Continuous improvements in reservoir simulation software and the
availability of high performance computing equipment are making the use of
simulation models commonplace for field development and planning purposes.
Naturally, this trend has also increased interest in the use of reservoir
simulation model results in the oil and gas reserves estimation process.
As simulation specialists who work in a primarily reserves-evaluation
company, the authors are routinely asked to evaluate, and in many cases
incorporate, simulation results in the reserves estimation process. In
addition, the authors are required to opine on the approach and tactics used by
clients while they incorporate numerical models in their reserves bookings.
Because limited published discussion exists on this topic, the purpose of this
paper is to provide some examples of the approach used by the authors. We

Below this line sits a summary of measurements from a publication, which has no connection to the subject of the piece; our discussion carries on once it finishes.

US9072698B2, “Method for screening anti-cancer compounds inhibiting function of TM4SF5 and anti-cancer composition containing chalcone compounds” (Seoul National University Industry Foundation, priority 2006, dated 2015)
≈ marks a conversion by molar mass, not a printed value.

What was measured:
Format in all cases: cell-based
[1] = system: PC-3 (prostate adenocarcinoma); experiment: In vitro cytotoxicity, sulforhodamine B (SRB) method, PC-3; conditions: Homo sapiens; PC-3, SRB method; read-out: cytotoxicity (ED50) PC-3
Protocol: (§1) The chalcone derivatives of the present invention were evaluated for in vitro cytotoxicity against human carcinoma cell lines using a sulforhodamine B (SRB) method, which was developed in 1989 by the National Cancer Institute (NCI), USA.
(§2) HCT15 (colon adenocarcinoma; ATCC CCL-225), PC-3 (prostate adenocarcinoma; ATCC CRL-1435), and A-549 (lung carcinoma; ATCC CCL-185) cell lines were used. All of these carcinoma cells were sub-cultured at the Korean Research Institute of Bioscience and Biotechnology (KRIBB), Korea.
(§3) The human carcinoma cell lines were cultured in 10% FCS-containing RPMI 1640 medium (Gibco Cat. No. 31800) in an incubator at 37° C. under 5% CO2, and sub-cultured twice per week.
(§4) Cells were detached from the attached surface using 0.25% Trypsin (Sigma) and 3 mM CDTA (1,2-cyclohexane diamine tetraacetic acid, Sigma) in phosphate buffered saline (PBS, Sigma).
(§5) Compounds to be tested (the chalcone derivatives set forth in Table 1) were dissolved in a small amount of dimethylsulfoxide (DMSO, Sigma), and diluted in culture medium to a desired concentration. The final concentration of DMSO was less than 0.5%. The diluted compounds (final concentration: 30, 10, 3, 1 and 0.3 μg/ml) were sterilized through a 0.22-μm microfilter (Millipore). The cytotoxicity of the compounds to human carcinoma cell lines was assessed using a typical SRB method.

believe this approach to be appropriate and within the spirit of reserves
interpretation as used by typical reserves regulatory bodies such as the U.S.
Securities and Exchange Commission (SEC).
Papers previously published have discussed the use of models in the reserves
process, including the evaluation of the models themselves (Palke and Rietz
2001; Rietz and Usmani 2005). In contrast, this paper provides three case
studies that illustrate how results from various models have been used to
assist in quantifying reserves. Two of the examples are based on
history-matched models, while the third focuses on a pre-production reservoir
where no adequate history is available and probabilistic methods were
incorporated to help understand the uncertainty in the forecasts.
While there is no "cookbook" or step-by-step procedure for using
simulation results to estimate reserves, the case studies presented in this
paper are intended to both show some examples and also spark some debate and
discussion. Undoubtedly there will be some disagreement with our techniques,
but an open discussion should prove to be beneficial for both reserves
evaluators and simulation specialists.
© 2009. Society of Petroleum Engineers
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- Original manuscript received:
27 July 2007
- Meeting paper published:
11 November 2007
- Revised manuscript received:
14 May 2008
- Manuscript approved:
3 June 2008
- Published online:
2 March 2009
- Version of record:
26 February 2009